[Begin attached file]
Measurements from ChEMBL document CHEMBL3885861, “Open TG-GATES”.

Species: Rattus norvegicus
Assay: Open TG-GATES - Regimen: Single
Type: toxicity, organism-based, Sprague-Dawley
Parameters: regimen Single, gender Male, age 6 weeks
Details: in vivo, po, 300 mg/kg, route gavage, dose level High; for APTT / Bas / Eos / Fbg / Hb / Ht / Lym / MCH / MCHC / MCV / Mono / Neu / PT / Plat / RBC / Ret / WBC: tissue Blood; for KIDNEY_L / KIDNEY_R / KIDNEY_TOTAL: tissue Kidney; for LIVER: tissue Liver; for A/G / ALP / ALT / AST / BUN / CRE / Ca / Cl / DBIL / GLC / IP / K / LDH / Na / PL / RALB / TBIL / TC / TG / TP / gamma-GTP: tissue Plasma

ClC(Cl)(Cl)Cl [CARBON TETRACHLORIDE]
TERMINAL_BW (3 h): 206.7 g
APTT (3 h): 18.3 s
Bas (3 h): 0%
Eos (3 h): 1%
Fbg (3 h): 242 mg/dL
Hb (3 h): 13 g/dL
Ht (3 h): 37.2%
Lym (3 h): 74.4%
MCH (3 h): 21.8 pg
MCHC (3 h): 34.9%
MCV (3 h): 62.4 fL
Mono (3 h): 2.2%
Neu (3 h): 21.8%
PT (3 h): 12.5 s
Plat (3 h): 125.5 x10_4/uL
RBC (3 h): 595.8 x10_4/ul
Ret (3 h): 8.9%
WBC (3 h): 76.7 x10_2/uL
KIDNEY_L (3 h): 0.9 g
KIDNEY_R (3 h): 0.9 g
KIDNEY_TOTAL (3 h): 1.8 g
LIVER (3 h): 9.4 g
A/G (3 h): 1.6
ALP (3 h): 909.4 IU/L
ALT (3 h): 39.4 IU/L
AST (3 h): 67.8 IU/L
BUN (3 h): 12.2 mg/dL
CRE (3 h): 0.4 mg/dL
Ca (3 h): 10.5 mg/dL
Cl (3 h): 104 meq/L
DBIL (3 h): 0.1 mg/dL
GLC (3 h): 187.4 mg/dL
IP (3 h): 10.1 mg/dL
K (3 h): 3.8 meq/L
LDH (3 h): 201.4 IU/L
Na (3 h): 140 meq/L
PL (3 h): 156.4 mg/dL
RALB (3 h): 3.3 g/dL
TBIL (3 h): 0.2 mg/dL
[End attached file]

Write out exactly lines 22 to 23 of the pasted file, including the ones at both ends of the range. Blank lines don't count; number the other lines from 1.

Plat (3 h): 125.5 x10_4/uL
RBC (3 h): 595.8 x10_4/ul